As the UK today (June 2) marks its first day of zero Covid fatalities in ten months, an ostensible end to the coronavirus pandemic that has claimed more than 150,000 lives may well be in sight.
But an imminent post-pandemic future is by no means a foregone conclusion. While the vaccination programme has been an unequivocal success, with nearly 40 per cent of the adult population now fully vaccinated, scientists have warned we aren’t completely out of the woods yet.
Many have cautioned against the complete easing of Covid restrictions on the government’s planned date of June 21 after a surge in cases of a Covid-19 variant first found in India. The variant, called B.1.617.2, is quickly spreading in certain hotspots in the UK, and is now estimated to be present in three-quarters of all new Covid cases.
The variant is now thought to be more widespread than the Kent variant, which was previously the dominant strain of the virus in the UK, and it is also slightly more resistant to vaccines, especially after just one dose.
The Joint Committee on Vaccination and Immunisation (JCVI)’s Professor Andrew Finn told the BBC’s Radio 4 Today programme that “the idea that somehow the job is done is wrong.”
“We’ve still got a lot of people out there who’ve neither had this virus, nor yet been immunised, and that’s why we’re in a vulnerable position right now,” he warned.
But while ministers and scientific experts weigh up the risks of completely ending Covid restrictions in just under three weeks’ time, Unite has warned that a longer-term approach must be taken to not only end the pandemic but also prepare for a post-pandemic future.
And that future, without careful planning that begins urgently, could be a frightening one, Unite has highlighted, as the growing NHS backlog in care continues to mount.
The most recent NHS figures published last month showed that nearly 5m people are waiting on hospital treatment, with 400,000 patients already forced to delay surgery for more than a year, and 1m people waiting for more than six months.
Last month, the government announced an additional £160m in extra funding to tackle the backlog in care through new initiatives to cut hospital wait times. Designated groups of NHS trusts in various parts of the country will be earmarked as ‘elective accelerators’ and will be given an extra £20m if they can carry out 20 per cent more activity, such as diagnostic test and operations, compared to this time last year.
The additional £160m comes on top of an extra £1bn already allocated to clearing the growing backlog – but critics have warned this goes nowhere near far enough.
The British Medical Association (BMA), for example, estimates that it will take at least £4bn in extra funding to clear the backlog in elective care in England. Meanwhile, NHS Providers, which represents trusts, said the extra funding the government has so far allocated could easily be totally spent by autumn. In April, the organisation estimated it would take three to five years, as a conservative estimate, to clear the backlog.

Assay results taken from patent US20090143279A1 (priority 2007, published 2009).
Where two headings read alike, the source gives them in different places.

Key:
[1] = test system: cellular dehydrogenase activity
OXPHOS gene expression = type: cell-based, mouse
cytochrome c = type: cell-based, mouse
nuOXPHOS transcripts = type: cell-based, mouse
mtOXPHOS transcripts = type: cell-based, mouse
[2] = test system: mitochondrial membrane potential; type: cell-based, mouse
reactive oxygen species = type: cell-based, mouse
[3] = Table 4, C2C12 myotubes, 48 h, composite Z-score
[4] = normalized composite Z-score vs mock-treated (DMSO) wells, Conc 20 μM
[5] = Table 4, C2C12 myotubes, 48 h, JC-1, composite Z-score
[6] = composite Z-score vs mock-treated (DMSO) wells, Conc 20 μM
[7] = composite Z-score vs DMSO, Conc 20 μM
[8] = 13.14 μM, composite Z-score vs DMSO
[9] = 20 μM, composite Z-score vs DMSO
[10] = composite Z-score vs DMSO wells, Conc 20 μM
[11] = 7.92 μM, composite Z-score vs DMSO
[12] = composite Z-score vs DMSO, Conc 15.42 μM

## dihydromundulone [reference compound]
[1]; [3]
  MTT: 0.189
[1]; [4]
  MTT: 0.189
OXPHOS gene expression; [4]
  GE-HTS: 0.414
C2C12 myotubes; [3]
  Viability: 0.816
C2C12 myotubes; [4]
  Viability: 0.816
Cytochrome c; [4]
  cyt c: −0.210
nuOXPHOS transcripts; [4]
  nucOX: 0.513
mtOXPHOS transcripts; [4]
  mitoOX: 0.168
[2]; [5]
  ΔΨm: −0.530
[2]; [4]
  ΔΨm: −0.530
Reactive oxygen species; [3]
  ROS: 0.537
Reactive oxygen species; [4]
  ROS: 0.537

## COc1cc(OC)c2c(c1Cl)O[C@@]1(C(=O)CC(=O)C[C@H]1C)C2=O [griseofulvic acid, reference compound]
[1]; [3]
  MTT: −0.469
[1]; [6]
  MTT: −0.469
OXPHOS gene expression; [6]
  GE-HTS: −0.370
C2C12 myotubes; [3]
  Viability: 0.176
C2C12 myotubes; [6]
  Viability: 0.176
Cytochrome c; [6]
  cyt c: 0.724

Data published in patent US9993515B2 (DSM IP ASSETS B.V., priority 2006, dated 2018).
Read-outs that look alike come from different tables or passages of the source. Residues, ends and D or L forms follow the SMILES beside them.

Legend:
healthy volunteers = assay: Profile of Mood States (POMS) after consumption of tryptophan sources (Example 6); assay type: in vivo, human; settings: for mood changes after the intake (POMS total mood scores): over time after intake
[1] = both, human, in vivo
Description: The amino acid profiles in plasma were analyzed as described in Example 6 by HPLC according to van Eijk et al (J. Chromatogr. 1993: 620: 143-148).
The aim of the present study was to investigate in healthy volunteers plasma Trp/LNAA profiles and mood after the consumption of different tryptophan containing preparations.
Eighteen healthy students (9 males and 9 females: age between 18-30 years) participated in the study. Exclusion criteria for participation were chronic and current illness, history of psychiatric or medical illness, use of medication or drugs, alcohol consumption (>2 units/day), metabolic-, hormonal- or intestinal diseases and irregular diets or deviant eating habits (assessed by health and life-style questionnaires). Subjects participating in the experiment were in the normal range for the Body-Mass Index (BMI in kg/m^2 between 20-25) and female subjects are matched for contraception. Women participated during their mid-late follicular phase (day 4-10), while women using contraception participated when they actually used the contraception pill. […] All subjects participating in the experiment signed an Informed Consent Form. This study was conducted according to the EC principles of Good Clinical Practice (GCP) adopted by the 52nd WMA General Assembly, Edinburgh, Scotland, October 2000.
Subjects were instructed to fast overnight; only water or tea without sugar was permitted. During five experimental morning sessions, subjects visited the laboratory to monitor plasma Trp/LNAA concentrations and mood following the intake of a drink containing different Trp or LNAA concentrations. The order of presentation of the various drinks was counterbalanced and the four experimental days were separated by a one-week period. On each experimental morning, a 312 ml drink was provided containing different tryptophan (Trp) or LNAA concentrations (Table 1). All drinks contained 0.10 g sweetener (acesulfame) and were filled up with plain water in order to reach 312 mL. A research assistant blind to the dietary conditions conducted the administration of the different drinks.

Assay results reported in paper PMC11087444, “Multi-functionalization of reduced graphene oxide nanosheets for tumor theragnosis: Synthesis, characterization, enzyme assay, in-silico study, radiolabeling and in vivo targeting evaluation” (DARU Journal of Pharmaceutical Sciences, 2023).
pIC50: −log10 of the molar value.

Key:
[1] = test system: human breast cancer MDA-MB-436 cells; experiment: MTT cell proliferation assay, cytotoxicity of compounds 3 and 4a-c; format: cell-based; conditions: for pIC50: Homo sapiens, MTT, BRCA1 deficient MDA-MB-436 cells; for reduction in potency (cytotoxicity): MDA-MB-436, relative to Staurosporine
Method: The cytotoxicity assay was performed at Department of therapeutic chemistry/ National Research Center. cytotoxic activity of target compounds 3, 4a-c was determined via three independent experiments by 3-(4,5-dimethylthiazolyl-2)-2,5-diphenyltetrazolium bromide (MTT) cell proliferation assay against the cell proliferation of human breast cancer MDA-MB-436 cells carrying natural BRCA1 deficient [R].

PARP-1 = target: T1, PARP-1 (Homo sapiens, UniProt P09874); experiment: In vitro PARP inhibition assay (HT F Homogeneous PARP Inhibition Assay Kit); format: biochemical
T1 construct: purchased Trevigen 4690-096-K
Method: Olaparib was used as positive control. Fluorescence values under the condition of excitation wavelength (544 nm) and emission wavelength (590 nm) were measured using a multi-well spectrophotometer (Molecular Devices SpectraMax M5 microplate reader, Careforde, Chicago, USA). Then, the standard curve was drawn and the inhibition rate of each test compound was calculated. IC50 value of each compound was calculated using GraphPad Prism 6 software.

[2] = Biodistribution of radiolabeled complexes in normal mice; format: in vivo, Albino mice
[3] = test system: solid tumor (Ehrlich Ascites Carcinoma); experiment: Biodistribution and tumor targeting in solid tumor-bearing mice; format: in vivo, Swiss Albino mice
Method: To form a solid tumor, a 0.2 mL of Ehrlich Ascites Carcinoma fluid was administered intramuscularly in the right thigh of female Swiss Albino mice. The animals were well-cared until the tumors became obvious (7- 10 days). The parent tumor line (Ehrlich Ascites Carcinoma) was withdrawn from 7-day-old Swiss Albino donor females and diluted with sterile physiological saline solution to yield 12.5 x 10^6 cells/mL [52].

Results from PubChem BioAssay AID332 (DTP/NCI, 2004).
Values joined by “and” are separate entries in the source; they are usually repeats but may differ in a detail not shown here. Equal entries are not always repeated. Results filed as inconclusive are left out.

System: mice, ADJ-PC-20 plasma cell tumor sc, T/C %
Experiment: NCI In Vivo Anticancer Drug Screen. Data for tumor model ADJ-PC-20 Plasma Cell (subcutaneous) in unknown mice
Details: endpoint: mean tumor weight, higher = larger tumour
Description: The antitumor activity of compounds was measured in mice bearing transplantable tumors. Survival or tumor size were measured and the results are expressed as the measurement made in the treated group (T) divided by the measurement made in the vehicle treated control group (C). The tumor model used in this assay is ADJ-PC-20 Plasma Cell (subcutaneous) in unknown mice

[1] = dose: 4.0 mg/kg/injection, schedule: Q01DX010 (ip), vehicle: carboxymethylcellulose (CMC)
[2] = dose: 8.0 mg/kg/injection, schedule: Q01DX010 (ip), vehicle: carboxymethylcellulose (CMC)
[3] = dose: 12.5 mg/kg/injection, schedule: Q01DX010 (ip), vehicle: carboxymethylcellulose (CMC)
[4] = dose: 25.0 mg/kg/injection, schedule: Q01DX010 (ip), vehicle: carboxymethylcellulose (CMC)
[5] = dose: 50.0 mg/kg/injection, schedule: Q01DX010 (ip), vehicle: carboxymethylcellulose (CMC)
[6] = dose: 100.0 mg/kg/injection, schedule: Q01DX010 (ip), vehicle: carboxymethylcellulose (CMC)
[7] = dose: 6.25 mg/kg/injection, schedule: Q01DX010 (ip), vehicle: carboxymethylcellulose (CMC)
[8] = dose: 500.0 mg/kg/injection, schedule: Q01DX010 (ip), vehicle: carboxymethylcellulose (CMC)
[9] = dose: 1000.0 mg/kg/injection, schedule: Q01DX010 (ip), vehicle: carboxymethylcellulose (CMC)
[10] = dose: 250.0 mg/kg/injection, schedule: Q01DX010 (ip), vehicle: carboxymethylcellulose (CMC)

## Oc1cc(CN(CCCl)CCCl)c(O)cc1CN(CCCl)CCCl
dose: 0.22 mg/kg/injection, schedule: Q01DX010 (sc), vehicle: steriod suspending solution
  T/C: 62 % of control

Commenting on the extra £160m in funding announced in May, BMA council chair Dr Chaand Nagpaul said that “to trumpet a cash boost of £160m is wholly disingenuous”.
“Rather than dangling the prospect of a few million pounds to those healthcare providers who may not really have the staff or the facilities to deliver such ambitious results, NHS England and the government should be focusing on retaining the workforce,” he added.
Indeed, retaining an already exhausted and demoralised NHS workforce has never been more urgent at a time when huge swathes of health service staff are on the verge of quitting.
A new poll by the Mirror published just last week found that nearly half of nurses – about 43 per cent – are considering leaving the NHS, following in the footsteps of intensive care nurse Jenny McGee who cared for prime minister Boris Johnson when he was in hospital with Covid.
Last month, McGee spoke out publicly explaining that the government’s lack of respect for staff, and their failure to reward staff properly, led to her resignation.
The Mirror poll also found that 90 per cent of nurses feel the government doesn’t value them, while 85 per cent believed they were being unpaid fairly. The poll is only the latest in a growing mountain of research showing a looming retention and recruitment crisis in the NHS that will make clearing the onerous care backlog all but impossible.
And so as the government considers whether to push forward with its next and purportedly final step in the roadmap out of lockdown, Unite has urged ministers to see the bigger picture.
Commenting, Unite national officer for health Jackie Williams said, “The underlying issues are the urgent need for increased funding for the NHS to tackle the frightening backlog of treatments and operations such as hip replacements, and the requirement to have a fairly paid and valued NHS workforce in place to carry out these procedures.
“The government’s offer of 1 per cent for NHS workers in England will do nothing to assuage the looming recruitment and retention crisis in the health service,” she added.
“NHS staff have worked wonders to deliver the vaccination programme at pace — but now is the time for Health Secretary Matt Hancock to look beyond the short term and ensure sufficient funding from the Treasury is available to get the NHS back on an even keel over the next five years.”
By Hajera Blagg